Verizon has formally responded to a complaint from US Federal Communications Commission chairman Tom Wheeler, stating that its plan to throttle customers on "unlimited" data plans is both fair and non-controversial. In fact, Verizon says, it did the same thing to customers previously with 3G services, and there were few complaints.
"The type of network optimization policy that we follow has been endorsed by the FCC as a narrowly targeted way to ensure a fair allocation of capacity during times of congestion," Verizon senior vice president Kathleen Grillo writes in a letter to FCC chairman Tom Wheeler. "In short this practice has been widely accepted with little or no controversy."
Verizon announced the plan in late July, noting that it would expand its so-called network optimization policy to include those 4G LTE unlimited data plan users who are in the top 5 percent of data users on its network. "They may experience slower data speeds when using certain high bandwidth applications, such as streaming high-definition video or during real-time, online gaming, and only when connecting to a cell site when it is experiencing heavy demand," the firm explained. As with its previous strategy of limiting 3G users, this step is being taken so that "all data users will enjoy a quality wireless data experience."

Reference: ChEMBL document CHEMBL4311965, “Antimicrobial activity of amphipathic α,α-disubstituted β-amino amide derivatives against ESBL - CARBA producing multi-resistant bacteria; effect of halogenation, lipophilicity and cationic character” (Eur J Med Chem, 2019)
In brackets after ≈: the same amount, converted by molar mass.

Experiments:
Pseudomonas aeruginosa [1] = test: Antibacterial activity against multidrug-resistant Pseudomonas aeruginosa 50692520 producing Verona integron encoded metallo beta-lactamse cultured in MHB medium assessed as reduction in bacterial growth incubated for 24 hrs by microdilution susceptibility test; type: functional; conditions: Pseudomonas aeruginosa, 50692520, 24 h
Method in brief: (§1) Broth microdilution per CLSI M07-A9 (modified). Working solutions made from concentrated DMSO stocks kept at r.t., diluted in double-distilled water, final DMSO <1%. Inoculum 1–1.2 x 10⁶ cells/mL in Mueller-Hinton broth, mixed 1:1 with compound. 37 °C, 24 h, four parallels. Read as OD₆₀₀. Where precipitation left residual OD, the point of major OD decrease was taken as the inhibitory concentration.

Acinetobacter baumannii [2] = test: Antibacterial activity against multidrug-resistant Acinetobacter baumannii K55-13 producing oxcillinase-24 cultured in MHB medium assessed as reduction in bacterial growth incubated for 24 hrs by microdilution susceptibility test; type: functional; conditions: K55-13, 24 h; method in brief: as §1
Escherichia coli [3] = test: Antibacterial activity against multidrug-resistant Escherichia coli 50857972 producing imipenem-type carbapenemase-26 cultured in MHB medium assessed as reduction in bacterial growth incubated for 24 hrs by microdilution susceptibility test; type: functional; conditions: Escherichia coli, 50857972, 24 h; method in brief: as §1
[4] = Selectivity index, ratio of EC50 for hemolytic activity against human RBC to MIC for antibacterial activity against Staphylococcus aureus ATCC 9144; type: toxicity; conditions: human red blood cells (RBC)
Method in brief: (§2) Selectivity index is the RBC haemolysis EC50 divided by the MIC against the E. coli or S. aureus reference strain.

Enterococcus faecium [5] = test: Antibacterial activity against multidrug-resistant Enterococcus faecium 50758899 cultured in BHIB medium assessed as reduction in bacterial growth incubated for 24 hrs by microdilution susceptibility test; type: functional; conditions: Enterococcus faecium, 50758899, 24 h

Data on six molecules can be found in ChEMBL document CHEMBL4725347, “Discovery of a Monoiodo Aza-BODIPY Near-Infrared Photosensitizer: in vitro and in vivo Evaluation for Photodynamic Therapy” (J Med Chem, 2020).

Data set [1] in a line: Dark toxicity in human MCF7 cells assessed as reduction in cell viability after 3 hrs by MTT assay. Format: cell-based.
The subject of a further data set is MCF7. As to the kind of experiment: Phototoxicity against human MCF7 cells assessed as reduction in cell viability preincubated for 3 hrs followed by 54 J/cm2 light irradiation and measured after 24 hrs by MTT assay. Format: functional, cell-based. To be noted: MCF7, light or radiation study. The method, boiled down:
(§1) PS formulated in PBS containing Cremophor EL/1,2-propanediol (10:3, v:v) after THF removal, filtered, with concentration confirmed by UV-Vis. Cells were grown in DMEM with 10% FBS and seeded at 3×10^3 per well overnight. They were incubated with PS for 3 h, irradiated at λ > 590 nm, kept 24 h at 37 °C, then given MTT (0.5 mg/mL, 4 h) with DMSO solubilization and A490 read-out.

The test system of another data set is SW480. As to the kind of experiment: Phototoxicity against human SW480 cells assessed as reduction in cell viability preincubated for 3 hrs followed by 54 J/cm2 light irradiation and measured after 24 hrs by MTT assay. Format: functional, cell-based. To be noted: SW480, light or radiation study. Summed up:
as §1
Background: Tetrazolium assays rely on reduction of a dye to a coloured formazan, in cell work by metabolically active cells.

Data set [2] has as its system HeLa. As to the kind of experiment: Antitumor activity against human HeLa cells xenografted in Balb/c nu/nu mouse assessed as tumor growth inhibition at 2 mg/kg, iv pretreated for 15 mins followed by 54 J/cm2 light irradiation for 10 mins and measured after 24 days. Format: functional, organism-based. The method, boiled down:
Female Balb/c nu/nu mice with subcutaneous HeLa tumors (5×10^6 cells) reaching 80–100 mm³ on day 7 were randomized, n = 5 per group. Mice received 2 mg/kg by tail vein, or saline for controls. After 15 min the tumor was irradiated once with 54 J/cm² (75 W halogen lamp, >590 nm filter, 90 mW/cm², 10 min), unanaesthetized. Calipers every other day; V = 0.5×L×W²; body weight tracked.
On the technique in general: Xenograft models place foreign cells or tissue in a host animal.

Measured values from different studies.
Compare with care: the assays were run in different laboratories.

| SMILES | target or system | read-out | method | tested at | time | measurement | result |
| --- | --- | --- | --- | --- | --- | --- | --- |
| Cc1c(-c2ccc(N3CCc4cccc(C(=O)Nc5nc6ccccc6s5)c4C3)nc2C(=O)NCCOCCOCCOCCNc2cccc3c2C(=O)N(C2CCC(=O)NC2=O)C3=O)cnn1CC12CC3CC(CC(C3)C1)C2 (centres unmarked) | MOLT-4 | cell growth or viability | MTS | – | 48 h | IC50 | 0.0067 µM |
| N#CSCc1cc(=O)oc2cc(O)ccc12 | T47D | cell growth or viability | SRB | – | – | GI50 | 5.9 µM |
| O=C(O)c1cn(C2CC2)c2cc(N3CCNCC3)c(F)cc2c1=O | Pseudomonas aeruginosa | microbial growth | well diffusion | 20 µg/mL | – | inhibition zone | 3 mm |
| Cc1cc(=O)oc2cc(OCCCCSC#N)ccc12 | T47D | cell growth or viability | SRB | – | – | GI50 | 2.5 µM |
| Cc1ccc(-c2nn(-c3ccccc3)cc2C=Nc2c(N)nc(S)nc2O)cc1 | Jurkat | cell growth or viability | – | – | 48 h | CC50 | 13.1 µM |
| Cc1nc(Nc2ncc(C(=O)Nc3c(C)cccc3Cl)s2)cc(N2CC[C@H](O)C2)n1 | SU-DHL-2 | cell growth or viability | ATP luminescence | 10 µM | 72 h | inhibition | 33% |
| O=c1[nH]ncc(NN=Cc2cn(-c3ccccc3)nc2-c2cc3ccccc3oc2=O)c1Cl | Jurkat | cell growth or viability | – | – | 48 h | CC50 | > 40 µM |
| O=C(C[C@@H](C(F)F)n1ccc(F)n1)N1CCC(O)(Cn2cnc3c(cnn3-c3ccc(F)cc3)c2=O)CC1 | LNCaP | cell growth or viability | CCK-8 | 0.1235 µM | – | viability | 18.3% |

In addition to having previously worked to shut down its heaviest data users, Verizon also told. Mr. Wheeler that its major wireless carrier rivals--AT&T, Sprint, and T-Mobile—all have similar plans in place. "This practice has been widely accepted with little or no controversy," Grillo explained. T-Mobile, for example, markets itself as the "Uncarrier" but throttles heavy data users "regardless of whether customers are at a location experiencing congestion."
Verizon currently plans to implement this expansion of its network optimization policy to those with 4G LTE unlimited data plans in October 2014.